The UBC Learning Circle is partnering with the SFU First Nations Student Association and the SFU Public Interest Research Group to present the third and final installment of the “Aboriginal Youth in the Criminal Justice System” series. Join renowned Canadian criminologist Dr. Kim Rossmo for an evening talk on the missing women’s inquiry, his experience with the Vancouver Police Department, the process of creating geographic profiling, and his experiences at SFU.
For more information, please contact firstname.lastname@example.org.
Date: Wednesday, October 2, 2013
Time: 7:00 p.m. to 8:30 p.m. *This is an evening session*
Where: Participate live via videoconference OR computer webinar. Want to know the difference between videoconference and computer webinar? Click here to find out.
Registration: Click here to register. Pre-registration is required to attend this free live event.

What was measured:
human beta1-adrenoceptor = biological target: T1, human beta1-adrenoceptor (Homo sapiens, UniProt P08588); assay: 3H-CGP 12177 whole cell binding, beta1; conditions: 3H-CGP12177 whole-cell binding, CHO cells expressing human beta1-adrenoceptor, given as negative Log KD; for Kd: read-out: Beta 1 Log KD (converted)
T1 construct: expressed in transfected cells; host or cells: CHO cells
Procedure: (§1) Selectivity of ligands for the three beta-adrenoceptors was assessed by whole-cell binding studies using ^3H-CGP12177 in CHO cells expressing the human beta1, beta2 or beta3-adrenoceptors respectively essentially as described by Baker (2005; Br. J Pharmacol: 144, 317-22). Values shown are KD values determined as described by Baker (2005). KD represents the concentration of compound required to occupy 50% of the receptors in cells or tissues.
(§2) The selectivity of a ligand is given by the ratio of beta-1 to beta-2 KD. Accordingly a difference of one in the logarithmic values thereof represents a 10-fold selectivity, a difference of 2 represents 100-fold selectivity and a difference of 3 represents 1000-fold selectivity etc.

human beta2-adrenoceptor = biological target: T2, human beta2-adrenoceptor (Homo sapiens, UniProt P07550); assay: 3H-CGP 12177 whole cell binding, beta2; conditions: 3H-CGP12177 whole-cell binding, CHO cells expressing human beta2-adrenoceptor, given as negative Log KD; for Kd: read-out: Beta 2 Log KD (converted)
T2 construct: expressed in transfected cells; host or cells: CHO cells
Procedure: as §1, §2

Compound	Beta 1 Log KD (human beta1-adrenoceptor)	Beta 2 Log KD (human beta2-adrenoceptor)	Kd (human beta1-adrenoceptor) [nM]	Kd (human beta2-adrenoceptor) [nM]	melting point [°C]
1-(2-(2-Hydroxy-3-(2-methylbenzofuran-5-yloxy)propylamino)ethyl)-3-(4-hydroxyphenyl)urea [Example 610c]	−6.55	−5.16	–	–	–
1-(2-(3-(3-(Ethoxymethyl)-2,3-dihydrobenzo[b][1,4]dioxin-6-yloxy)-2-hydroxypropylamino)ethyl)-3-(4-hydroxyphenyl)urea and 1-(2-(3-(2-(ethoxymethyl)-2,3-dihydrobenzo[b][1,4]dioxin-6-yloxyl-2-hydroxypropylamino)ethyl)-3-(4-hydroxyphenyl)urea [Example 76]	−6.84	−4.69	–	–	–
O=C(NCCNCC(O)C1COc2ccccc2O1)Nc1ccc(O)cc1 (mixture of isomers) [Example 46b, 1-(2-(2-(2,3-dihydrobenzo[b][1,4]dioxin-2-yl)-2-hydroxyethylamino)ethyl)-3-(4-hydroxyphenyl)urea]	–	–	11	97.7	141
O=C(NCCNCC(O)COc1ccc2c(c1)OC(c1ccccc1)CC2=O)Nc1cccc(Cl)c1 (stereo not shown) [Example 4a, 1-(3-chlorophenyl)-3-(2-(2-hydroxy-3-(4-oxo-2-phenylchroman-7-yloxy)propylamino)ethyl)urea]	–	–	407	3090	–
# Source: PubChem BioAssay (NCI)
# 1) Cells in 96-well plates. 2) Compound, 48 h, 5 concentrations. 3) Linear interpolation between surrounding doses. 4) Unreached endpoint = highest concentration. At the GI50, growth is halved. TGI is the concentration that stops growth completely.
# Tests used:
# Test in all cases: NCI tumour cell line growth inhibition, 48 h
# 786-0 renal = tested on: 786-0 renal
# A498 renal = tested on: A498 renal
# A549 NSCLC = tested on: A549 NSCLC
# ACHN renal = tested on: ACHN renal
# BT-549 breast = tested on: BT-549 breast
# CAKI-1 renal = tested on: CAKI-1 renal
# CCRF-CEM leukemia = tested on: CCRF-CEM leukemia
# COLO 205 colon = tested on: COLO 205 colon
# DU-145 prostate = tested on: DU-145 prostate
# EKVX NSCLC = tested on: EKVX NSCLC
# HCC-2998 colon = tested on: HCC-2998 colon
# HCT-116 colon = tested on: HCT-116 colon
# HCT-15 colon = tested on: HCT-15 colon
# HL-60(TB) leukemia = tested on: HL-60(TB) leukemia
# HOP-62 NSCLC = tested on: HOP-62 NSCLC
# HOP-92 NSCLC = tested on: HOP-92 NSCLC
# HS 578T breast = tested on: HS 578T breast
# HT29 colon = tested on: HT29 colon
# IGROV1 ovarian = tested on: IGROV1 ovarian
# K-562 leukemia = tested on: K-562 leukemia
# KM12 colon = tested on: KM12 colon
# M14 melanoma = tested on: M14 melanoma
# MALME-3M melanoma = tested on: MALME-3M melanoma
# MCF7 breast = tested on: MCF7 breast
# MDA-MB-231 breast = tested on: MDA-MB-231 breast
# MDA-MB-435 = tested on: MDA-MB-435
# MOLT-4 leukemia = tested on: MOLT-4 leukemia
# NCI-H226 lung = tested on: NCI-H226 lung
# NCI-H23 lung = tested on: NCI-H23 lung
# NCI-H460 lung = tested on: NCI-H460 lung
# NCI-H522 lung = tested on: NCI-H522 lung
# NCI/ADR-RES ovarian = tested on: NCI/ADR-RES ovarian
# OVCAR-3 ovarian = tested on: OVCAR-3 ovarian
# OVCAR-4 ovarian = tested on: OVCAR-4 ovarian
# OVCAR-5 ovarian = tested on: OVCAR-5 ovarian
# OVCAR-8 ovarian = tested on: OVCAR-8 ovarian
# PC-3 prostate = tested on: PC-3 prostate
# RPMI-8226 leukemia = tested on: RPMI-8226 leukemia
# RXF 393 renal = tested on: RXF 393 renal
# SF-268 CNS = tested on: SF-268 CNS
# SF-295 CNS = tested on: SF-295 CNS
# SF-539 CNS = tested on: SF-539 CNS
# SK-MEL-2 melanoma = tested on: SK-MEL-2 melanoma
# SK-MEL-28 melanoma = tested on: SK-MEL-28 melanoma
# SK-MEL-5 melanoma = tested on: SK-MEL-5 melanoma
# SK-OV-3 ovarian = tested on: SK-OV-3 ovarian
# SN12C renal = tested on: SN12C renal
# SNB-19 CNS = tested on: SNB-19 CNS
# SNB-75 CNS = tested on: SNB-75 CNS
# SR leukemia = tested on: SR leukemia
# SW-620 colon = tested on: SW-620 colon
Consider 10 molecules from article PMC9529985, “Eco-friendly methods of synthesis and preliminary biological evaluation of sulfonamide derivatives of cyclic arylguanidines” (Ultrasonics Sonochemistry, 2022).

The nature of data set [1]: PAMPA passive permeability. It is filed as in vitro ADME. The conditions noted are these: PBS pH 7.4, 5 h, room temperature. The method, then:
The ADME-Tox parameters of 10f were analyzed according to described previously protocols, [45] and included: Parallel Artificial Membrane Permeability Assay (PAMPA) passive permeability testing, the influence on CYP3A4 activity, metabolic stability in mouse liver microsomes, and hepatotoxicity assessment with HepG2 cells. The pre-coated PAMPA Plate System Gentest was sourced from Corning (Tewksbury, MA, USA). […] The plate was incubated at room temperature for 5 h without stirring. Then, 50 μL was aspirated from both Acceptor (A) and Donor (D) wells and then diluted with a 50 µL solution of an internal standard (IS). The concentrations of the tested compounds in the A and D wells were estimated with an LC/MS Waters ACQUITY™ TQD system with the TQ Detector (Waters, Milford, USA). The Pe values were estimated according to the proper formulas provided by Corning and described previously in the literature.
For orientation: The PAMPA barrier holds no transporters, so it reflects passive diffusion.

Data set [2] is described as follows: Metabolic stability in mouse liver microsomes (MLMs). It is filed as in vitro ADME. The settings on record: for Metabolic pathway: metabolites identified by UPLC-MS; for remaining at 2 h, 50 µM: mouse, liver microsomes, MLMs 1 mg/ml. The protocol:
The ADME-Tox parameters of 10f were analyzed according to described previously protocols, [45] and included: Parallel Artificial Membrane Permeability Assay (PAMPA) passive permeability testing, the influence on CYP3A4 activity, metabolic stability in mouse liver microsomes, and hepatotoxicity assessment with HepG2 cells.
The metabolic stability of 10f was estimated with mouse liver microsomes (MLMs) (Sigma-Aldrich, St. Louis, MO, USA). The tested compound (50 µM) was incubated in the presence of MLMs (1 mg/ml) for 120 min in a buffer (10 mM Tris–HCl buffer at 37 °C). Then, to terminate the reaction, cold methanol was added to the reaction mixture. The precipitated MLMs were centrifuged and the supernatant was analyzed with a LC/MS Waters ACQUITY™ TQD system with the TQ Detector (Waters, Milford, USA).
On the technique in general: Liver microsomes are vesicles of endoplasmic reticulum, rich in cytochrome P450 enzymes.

About the Presenter
Dr. Rossmo received his Masters degree from SFU and later became the first police officer to obtain a Doctorate in criminology. His dissertation research resulted in a new criminal investigative methodology called geographic profiling. In 1998, his analysis of cases of missing sex trade workers determined that a serial killer was at work, a conclusion ultimately vindicated by the arrest and conviction of Robert Pickton in 2002. Dr. Rossmo is currently based at Texas State University – San Marcos, where he holds the Endowed Chair in Criminology and is director of the Center for Geospatial Intelligence and Investigation.